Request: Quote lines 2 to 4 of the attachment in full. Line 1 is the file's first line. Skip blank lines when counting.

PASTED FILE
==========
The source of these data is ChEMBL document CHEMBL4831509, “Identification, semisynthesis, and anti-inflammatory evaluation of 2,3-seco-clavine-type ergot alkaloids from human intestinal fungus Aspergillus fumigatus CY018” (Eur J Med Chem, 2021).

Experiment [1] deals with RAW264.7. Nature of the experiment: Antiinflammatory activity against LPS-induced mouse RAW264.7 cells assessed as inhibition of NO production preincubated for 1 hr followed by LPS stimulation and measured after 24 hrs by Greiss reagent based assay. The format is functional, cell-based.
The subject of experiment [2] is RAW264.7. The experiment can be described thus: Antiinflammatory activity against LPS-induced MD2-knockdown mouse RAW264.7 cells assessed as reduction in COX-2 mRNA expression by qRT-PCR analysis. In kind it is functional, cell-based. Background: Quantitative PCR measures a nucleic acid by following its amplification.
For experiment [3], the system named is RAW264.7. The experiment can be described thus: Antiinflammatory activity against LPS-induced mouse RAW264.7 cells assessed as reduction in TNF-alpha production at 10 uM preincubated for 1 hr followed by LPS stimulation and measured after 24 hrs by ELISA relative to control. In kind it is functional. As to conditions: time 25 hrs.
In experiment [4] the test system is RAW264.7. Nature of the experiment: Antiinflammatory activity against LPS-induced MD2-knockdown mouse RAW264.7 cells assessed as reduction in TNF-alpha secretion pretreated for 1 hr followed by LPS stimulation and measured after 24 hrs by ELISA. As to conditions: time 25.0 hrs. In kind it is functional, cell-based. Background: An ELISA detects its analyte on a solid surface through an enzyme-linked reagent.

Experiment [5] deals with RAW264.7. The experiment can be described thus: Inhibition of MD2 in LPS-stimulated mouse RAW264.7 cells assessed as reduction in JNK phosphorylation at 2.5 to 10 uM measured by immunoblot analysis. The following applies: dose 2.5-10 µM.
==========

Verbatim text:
Experiment [1] deals with RAW264.7. Nature of the experiment: Antiinflammatory activity against LPS-induced mouse RAW264.7 cells assessed as inhibition of NO production preincubated for 1 hr followed by LPS stimulation and measured after 24 hrs by Greiss reagent based assay. The format is functional, cell-based.
The subject of experiment [2] is RAW264.7. The experiment can be described thus: Antiinflammatory activity against LPS-induced MD2-knockdown mouse RAW264.7 cells assessed as reduction in COX-2 mRNA expression by qRT-PCR analysis. In kind it is functional, cell-based. Background: Quantitative PCR measures a nucleic acid by following its amplification.
For experiment [3], the system named is RAW264.7. The experiment can be described thus: Antiinflammatory activity against LPS-induced mouse RAW264.7 cells assessed as reduction in TNF-alpha production at 10 uM preincubated for 1 hr followed by LPS stimulation and measured after 24 hrs by ELISA relative to control. In kind it is functional. As to conditions: time 25 hrs.